The authorities in some sports have changed their methods of late. Rather than look for a drug, they are looking at profile's of athletes. This is to not catch them with positive tests, but to change behavior..
At the Science of Sport Blog, the results since the introduction of a "blood passport" for cyclists, are eye-opening. The profile and the system around it, look for markers that suggest doping of some sort. The profile is compared to a normal one, statistics are applied and red flags show up, or don't show up. After a process, the athlete is determined to have doped, or not doped.
The results of the passport introduction have not "caught" dopers, but it has changed behavior:
- Say you have a stretch of road that is known to be a high accident zone as a result of speeding - guys hit 100 mph in the 70 mph zone. Authorities might decide to install cameras to catch people speeding. They might estimate that in a given week, an average of 500 cars speed through this section - it's impossible to know the precise number, because it can't be documented. Having installed cameras, they review the statistics and find that they are now catching 2 speeding cars per week. A failure? Are they looking in the wrong place? Not necessarily, for the obvious reason that as soon as drivers know that the risk has increased (provided they also believe that the punishment will be enforced if they offend, of course), they modify their behaviour accordingly. This is an obvious and simple example that just because the passport is not catching doping cyclists, it may actually still be exerting an effect on the professional peloton as a result of what I would crudely describe as "fear" that this new system can catch dopers.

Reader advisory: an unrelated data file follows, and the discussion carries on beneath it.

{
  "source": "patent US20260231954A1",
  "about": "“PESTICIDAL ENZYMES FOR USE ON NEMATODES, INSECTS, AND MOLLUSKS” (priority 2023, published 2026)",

Now, look what happened when the introduction of the blood passport happened in 2007. The results are astounding: Everything fell. The sport is appreciably cleaner because if it.
I'm not smart enough to wonder if this will work for horse racing. My last chem course was in my last year of high school. But can you imagine if it could? Not only could it weed out dirty trainers, it would get them to stop doing what they're doing, and we'd save millions on testing. And more importantly, it would help stop our equine athletes (in some barns) from being used as amateur science experiments.
Hat tip to my pal Scott Ferguson at Sport is Made for Betting for the initial link.
Notes: Speaking of science, how about this? A DNA test has been developed to identify horses who should excel at trotting or pacing. It seems all good horses have a specific marker for gait. Fascinating. Iwish I could get this before the yearling sales this year? Who's with me? :)